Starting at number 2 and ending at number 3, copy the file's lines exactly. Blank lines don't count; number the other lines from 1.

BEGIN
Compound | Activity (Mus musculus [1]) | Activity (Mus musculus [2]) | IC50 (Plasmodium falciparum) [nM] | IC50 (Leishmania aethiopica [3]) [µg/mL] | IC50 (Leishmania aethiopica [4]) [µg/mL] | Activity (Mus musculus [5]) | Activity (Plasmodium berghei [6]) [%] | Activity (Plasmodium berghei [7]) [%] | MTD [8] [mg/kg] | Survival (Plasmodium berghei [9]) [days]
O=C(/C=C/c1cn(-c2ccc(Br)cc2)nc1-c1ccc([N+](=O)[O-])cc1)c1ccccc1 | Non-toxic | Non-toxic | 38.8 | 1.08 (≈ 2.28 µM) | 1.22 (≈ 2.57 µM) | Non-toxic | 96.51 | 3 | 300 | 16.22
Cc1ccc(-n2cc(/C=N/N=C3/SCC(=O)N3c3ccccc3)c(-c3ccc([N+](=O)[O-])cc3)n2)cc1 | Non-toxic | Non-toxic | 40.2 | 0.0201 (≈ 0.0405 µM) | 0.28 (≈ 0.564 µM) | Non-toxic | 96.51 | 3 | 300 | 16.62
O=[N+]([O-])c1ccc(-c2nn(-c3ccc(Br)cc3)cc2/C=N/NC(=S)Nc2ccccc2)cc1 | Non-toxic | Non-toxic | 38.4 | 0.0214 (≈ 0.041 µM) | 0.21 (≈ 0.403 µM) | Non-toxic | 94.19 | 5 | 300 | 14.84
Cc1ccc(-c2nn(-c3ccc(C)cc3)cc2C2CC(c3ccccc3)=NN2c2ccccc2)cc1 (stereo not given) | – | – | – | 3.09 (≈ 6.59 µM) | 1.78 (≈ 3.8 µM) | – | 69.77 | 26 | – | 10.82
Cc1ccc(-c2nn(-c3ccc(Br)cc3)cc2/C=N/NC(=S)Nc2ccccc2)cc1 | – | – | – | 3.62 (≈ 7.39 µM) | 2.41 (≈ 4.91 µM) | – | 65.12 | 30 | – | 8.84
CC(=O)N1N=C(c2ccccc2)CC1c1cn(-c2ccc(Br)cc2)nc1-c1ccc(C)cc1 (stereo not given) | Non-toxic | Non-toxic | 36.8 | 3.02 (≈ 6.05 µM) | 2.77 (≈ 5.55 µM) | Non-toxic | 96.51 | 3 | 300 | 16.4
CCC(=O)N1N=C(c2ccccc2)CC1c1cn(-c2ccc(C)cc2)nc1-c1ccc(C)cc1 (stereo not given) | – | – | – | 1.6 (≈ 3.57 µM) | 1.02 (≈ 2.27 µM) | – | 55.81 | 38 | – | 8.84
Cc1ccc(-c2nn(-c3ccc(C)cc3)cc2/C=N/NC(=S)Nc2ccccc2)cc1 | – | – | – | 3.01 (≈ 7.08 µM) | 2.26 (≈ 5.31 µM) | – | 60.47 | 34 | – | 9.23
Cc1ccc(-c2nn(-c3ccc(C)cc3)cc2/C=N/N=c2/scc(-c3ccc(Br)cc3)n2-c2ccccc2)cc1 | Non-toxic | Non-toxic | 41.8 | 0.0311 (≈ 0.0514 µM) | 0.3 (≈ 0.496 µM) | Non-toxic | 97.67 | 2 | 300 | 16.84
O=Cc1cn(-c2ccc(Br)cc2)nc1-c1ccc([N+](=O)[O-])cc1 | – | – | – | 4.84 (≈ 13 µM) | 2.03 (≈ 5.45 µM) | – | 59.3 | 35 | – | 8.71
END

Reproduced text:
O=C(/C=C/c1cn(-c2ccc(Br)cc2)nc1-c1ccc([N+](=O)[O-])cc1)c1ccccc1 | Non-toxic | Non-toxic | 38.8 | 1.08 (≈ 2.28 µM) | 1.22 (≈ 2.57 µM) | Non-toxic | 96.51 | 3 | 300 | 16.22
Cc1ccc(-n2cc(/C=N/N=C3/SCC(=O)N3c3ccccc3)c(-c3ccc([N+](=O)[O-])cc3)n2)cc1 | Non-toxic | Non-toxic | 40.2 | 0.0201 (≈ 0.0405 µM) | 0.28 (≈ 0.564 µM) | Non-toxic | 96.51 | 3 | 300 | 16.62